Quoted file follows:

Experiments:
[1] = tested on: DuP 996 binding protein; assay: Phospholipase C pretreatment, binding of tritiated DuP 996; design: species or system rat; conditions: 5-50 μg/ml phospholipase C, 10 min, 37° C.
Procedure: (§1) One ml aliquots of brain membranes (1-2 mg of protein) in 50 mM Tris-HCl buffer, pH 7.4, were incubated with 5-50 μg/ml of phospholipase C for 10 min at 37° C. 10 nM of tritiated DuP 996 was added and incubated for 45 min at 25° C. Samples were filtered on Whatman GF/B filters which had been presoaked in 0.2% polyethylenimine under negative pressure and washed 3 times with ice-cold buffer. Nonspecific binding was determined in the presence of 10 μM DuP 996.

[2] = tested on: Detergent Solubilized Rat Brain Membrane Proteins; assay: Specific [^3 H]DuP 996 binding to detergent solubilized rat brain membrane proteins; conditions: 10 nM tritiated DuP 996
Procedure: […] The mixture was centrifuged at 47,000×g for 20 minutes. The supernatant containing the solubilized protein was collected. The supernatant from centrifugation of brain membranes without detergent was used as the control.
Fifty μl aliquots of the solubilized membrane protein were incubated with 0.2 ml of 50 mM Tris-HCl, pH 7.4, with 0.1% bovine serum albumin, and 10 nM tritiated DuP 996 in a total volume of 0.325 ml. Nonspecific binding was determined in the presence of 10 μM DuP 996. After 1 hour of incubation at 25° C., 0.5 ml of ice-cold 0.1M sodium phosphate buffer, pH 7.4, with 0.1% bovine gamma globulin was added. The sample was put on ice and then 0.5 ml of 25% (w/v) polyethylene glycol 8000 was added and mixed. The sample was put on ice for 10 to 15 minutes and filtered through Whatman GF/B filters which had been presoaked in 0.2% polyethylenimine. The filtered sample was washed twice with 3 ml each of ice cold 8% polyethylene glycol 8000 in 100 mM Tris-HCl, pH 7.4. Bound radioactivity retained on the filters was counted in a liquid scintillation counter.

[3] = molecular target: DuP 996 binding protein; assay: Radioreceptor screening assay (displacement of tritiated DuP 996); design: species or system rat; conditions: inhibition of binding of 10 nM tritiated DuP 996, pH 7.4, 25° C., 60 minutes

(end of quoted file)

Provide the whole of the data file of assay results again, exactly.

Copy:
Experiments:
[1] = tested on: DuP 996 binding protein; assay: Phospholipase C pretreatment, binding of tritiated DuP 996; design: species or system rat; conditions: 5-50 μg/ml phospholipase C, 10 min, 37° C.
Procedure: (§1) One ml aliquots of brain membranes (1-2 mg of protein) in 50 mM Tris-HCl buffer, pH 7.4, were incubated with 5-50 μg/ml of phospholipase C for 10 min at 37° C. 10 nM of tritiated DuP 996 was added and incubated for 45 min at 25° C. Samples were filtered on Whatman GF/B filters which had been presoaked in 0.2% polyethylenimine under negative pressure and washed 3 times with ice-cold buffer. Nonspecific binding was determined in the presence of 10 μM DuP 996.

[2] = tested on: Detergent Solubilized Rat Brain Membrane Proteins; assay: Specific [^3 H]DuP 996 binding to detergent solubilized rat brain membrane proteins; conditions: 10 nM tritiated DuP 996
Procedure: […] The mixture was centrifuged at 47,000×g for 20 minutes. The supernatant containing the solubilized protein was collected. The supernatant from centrifugation of brain membranes without detergent was used as the control.
Fifty μl aliquots of the solubilized membrane protein were incubated with 0.2 ml of 50 mM Tris-HCl, pH 7.4, with 0.1% bovine serum albumin, and 10 nM tritiated DuP 996 in a total volume of 0.325 ml. Nonspecific binding was determined in the presence of 10 μM DuP 996. After 1 hour of incubation at 25° C., 0.5 ml of ice-cold 0.1M sodium phosphate buffer, pH 7.4, with 0.1% bovine gamma globulin was added. The sample was put on ice and then 0.5 ml of 25% (w/v) polyethylene glycol 8000 was added and mixed. The sample was put on ice for 10 to 15 minutes and filtered through Whatman GF/B filters which had been presoaked in 0.2% polyethylenimine. The filtered sample was washed twice with 3 ml each of ice cold 8% polyethylene glycol 8000 in 100 mM Tris-HCl, pH 7.4. Bound radioactivity retained on the filters was counted in a liquid scintillation counter.

[3] = molecular target: DuP 996 binding protein; assay: Radioreceptor screening assay (displacement of tritiated DuP 996); design: species or system rat; conditions: inhibition of binding of 10 nM tritiated DuP 996, pH 7.4, 25° C., 60 minutes